In the latest issue of Public Culture, Liz Koslov argues that in the face of rising sea levels caused by climate change, an organized withdraw from coastal areas is an option that should be seriously considered. Read an excerpt from her piece below. Here’s a snippet of her abstract: “I argue that the word retreat is a valuable and necessary addition to the language of climate change adaptation, serving to distinguish community-organized relocation from forced relocation and climate-induced displacement. Understanding community-organized relocation efforts as forms of retreat unifies this emerging practice with other social movements and political projects that seek more sustainable ways of settling on earth.”
What do we gain by calling this a struggle for retreat? Leaving home in the context of climate change is not a neutral act. Relabeling retreat to make it sound more neutral is, I argue, counterproductive. Euphemisms may abound, but each carries baggage of its own. Adding “planned” or “managed” to retreat makes it sound like a rebranded version of policies such as managed decline and planned shrinkage that withdrew public resources from places deemed “at risk,” to deleterious and discriminatory effect. “Planned relocation” and “resettlement” insert retreat squarely into a history of forced population movements that have likewise been devastating for the people and communities involved. This history undeniably sets the scene for retreat—many of those living in the most vulnerable places do so as the direct or indirect result of forced relocation, sedentarization, or displacement—but this is a history from which retreat should depart. Examples of successful community-organized relocation provide retreat a different history and suggest ways it can have a more just, sustainable future.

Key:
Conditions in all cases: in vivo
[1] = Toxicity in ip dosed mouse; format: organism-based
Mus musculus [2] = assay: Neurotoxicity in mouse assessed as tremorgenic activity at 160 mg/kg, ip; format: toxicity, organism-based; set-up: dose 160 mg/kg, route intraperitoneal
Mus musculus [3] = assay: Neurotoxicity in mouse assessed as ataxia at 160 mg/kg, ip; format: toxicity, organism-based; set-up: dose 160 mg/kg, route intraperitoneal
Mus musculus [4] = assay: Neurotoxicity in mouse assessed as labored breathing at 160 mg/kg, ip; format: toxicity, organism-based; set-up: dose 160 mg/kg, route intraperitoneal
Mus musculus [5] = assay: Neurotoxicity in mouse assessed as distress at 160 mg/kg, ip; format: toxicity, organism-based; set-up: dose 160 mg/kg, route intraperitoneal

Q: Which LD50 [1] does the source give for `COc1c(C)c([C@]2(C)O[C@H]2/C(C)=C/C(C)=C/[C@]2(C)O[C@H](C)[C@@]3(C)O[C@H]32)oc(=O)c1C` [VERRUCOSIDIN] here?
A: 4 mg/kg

Discussions of retreat are stymied in part because they do not distinguish government-supported, but community-organized, collective movement from government-dictated mass relocation or disaster-and climate-induced displacement. Forced relocation and displacement are already resulting from—and in the name of—climate change, not least from government-sponsored adaptation and mitigation schemes. Use of the term retreat maintains space for another kind of movement in the context of climate change, one that aligns less with top-down interventions that displace people and abandon places in the name of progress than with a whole range of grassroots efforts to democratize and transform space and place—from right-to-the-city movements, to those for the right to relocate from places contaminated by industrial pollutants, to stay put in the face of rising rents and gentrification, or to return home after disaster.
To bring together collective movements in the context of climate change under the term retreat suggests that the time has come to retreat not only from particular places but also from particular ways of life that are likewise proving unsustainable. The complexity and ambivalence of retreat serves as a reminder that there are no easy solutions and that it is not possible to rebuild forever or to wall ourselves off from the problems we face. Retreat is a powerful and evocative word, one that signals a change in direction—something we share the need for as a society even though we do not all live in places that are immediately vulnerable.
Image: Flooding in New York caused by Hurricane Sandy, 2012.